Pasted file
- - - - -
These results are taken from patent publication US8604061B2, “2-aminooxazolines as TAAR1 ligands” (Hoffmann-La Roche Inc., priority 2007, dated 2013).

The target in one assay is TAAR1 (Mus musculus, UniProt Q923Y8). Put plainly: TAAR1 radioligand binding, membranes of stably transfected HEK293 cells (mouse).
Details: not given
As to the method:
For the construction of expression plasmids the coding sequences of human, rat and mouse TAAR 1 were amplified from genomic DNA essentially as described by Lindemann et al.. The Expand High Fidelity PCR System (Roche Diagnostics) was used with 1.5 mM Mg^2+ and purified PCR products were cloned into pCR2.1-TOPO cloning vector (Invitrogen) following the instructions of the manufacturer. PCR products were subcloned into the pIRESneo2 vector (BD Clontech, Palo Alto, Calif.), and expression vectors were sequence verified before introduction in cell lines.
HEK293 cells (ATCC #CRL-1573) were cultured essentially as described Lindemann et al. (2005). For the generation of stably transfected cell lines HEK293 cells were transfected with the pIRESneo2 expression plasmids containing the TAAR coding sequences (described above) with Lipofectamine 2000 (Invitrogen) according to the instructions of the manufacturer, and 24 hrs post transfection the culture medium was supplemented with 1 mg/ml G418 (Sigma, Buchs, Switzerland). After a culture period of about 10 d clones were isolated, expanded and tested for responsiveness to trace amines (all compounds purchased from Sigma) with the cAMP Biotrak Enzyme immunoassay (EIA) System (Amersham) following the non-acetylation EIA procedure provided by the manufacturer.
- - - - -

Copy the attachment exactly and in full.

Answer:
These results are taken from patent publication US8604061B2, “2-aminooxazolines as TAAR1 ligands” (Hoffmann-La Roche Inc., priority 2007, dated 2013).

The target in one assay is TAAR1 (Mus musculus, UniProt Q923Y8). Put plainly: TAAR1 radioligand binding, membranes of stably transfected HEK293 cells (mouse).
Details: not given
As to the method:
For the construction of expression plasmids the coding sequences of human, rat and mouse TAAR 1 were amplified from genomic DNA essentially as described by Lindemann et al.. The Expand High Fidelity PCR System (Roche Diagnostics) was used with 1.5 mM Mg^2+ and purified PCR products were cloned into pCR2.1-TOPO cloning vector (Invitrogen) following the instructions of the manufacturer. PCR products were subcloned into the pIRESneo2 vector (BD Clontech, Palo Alto, Calif.), and expression vectors were sequence verified before introduction in cell lines.
HEK293 cells (ATCC #CRL-1573) were cultured essentially as described Lindemann et al. (2005). For the generation of stably transfected cell lines HEK293 cells were transfected with the pIRESneo2 expression plasmids containing the TAAR coding sequences (described above) with Lipofectamine 2000 (Invitrogen) according to the instructions of the manufacturer, and 24 hrs post transfection the culture medium was supplemented with 1 mg/ml G418 (Sigma, Buchs, Switzerland). After a culture period of about 10 d clones were isolated, expanded and tested for responsiveness to trace amines (all compounds purchased from Sigma) with the cAMP Biotrak Enzyme immunoassay (EIA) System (Amersham) following the non-acetylation EIA procedure provided by the manufacturer.